In this Python tutorial we will explore how to create a 3D Quiver Plot.

Quiver Plots are used to represent data that requires a direction. For example, electric and magnetic fields comprise of many individual vectors each with their own direction. The Matplotlib Quiver Plot is used to plot these individual vectors and construct the entire field/flow.

Usually Quiver Plots are constructed with 2D Vectors, in which case a 2D Quiver Plot is used. In this tutorial however, we will explore using a 3D Quiver Plot with 3D Vectors.

## 3D Quiver Plot with Matplotlib

In this tutorial we will making use of a powerful graphing library with built-in support for Quiver Plots called Matplotlib.

Before we begin plotting, we first need some data. Since this is just an example, we will be generating some random data using the numpy library. You may already have some data from some other source, such as Wind Data (direction and velocity) or Electronic/Magnetic Field Data.

```
# Coordinates (x,y,z)
x, y, z = np.meshgrid(np.arange(-0.8, 1, 0.2),
np.arange(-0.8, 1, 0.2),
np.arange(-0.8, 1, 0.2))
```

Using the `arange()`

function from numpy, we generated data from -0.8 to 1 with intervals of 0.2. This gives us the coordinates for each vector we intend to plot. But along with the coordinates, we also need the vector direction (it’s orientation in the x, y and z axis).

```
# Direction of the Arrows (vectors)
u = np.sin(x)
v = np.sin(y)
w = np.sin(z)
```

To do this we simply applied the sin() function on each value in the x, y and z coordinate arrays. This will lead to some interesting looking data!

```
fig = plt.figure()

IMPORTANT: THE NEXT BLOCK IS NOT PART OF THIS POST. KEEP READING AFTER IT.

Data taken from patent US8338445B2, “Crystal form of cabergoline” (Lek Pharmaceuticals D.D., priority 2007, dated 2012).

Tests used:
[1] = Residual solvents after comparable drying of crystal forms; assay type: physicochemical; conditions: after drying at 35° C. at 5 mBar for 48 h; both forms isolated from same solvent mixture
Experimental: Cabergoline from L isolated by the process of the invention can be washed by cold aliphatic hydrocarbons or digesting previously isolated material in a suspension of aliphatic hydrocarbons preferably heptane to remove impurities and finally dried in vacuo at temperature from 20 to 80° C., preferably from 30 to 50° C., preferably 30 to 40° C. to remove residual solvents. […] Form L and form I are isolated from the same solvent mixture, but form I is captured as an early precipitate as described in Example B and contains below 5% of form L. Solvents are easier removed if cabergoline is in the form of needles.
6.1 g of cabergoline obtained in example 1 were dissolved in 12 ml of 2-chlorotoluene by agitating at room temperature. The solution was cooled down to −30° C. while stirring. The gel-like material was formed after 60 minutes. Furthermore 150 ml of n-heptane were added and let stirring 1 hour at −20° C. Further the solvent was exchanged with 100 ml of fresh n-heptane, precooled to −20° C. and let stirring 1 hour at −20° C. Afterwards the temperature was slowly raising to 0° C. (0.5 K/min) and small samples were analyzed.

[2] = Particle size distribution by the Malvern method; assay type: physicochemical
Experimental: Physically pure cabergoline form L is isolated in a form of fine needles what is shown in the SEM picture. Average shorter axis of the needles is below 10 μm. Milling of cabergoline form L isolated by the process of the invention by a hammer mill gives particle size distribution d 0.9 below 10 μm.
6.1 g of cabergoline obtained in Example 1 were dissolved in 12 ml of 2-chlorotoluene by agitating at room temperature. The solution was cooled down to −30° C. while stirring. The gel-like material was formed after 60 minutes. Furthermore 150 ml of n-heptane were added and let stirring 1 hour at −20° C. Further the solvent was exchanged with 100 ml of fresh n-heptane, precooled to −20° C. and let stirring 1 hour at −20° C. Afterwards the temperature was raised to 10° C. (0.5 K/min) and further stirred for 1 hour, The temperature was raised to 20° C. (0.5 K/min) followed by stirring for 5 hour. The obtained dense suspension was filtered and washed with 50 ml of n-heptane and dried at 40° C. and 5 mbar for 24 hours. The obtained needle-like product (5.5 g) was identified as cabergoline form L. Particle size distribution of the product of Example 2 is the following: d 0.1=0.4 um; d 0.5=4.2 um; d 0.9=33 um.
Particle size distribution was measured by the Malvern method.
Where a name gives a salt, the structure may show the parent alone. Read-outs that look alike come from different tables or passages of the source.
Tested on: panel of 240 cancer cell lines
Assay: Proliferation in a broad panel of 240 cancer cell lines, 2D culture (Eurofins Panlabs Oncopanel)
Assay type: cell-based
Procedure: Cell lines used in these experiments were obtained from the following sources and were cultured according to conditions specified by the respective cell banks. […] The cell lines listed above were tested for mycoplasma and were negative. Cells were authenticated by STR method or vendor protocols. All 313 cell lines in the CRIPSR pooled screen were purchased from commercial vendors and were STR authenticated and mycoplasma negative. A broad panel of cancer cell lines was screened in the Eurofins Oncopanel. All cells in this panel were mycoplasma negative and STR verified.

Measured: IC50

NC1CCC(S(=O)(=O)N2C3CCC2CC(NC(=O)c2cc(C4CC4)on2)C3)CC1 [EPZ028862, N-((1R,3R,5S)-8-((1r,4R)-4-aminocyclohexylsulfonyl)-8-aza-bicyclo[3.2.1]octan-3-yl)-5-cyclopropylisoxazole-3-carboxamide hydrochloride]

ax = plt.axes(projection = "3d")
```

After that, we need to create the figure (the window) and the axis (x and y). Make sure to include the “3d” parameter, in order to specify that we are making a 3D quiver plot, not a 2D one.

```
q = ax.quiver(x,y,z,u,v,w, length = 0.25)
plt.show()
```

Finally we pass all the arrays into the quiver() function, and specify a length of 0.25 for each vector. (Default size can be pretty big). Calling `plt.show()`

will display the plot.

Here is the compiled code.

```
import matplotlib.pyplot as plt
import numpy as np
# Coordinates (x,y,z)
x, y, z = np.meshgrid(np.arange(-0.8, 1, 0.2),
np.arange(-0.8, 1, 0.2),
np.arange(-0.8, 1, 0.2))
# Direction of the Arrows (vectors)
u = np.sin(x)
v = np.sin(y)
w = np.sin(z)
fig = plt.figure()
ax = plt.axes(projection = "3d")
q = ax.quiver(x,y,z,u,v,w, length = 0.25)
plt.show()
```

And here is the output! Looks very interesting doesn’t it?

If you run this code for yourself, you will notice you can rotate this graph in all three dimensions. This allows you to view it from different angles.

### 3D Quiver Plot Example

Here is another example for a 3D Quiver Plot. This one is from the official matplotlib documentation.

```
import matplotlib.pyplot as plt
import numpy as np
# Coordinates (x,y,z)
x, y, z = np.meshgrid(np.arange(-0.8, 1, 0.2),
np.arange(-0.8, 1, 0.2),
np.arange(-0.8, 1, 0.8))
# Direction of the Arrows (vectors)
u = np.sin(np.pi * x) * np.cos(np.pi * y) * np.cos(np.pi * z)
v = -np.cos(np.pi * x) * np.sin(np.pi * y) * np.cos(np.pi * z)
w = (np.sqrt(2.0 / 3.0) * np.cos(np.pi * x) * np.cos(np.pi * y) *
np.sin(np.pi * z))
fig = plt.figure()
ax = plt.axes(projection = "3d")
q = ax.quiver(x,y,z,u,v,w, length = 0.25)
plt.show()
```

There isn’t really anything new being used in this code. Just observe the output and notice what kind of graphs can be plotted using Quiver Plots.

If you look closely, you will notice that there is a repeating pattern of circles, formed by many little arrows.

This marks the end of the Python 3D Quiver Plot Tutorial. Any suggestions or contributions for CodersLegacy are more than welcome. Questions regarding the tutorial content can be asked in the comments section below.